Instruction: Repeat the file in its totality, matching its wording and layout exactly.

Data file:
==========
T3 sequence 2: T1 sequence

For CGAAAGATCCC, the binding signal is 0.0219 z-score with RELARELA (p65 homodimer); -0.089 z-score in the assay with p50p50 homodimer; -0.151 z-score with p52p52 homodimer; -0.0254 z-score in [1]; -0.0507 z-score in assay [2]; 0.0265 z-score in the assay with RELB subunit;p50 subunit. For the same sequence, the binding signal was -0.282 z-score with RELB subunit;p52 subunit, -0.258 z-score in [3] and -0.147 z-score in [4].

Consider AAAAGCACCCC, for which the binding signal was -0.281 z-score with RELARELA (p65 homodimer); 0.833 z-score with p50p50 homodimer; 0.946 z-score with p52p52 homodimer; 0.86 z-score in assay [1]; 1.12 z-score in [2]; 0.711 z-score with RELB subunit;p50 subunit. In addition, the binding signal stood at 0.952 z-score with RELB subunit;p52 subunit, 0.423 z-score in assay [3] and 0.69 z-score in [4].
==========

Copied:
T3 sequence 2: T1 sequence

For CGAAAGATCCC, the binding signal is 0.0219 z-score with RELARELA (p65 homodimer); -0.089 z-score in the assay with p50p50 homodimer; -0.151 z-score with p52p52 homodimer; -0.0254 z-score in [1]; -0.0507 z-score in assay [2]; 0.0265 z-score in the assay with RELB subunit;p50 subunit. For the same sequence, the binding signal was -0.282 z-score with RELB subunit;p52 subunit, -0.258 z-score in [3] and -0.147 z-score in [4].

Consider AAAAGCACCCC, for which the binding signal was -0.281 z-score with RELARELA (p65 homodimer); 0.833 z-score with p50p50 homodimer; 0.946 z-score with p52p52 homodimer; 0.86 z-score in assay [1]; 1.12 z-score in [2]; 0.711 z-score with RELB subunit;p50 subunit. In addition, the binding signal stood at 0.952 z-score with RELB subunit;p52 subunit, 0.423 z-score in assay [3] and 0.69 z-score in [4].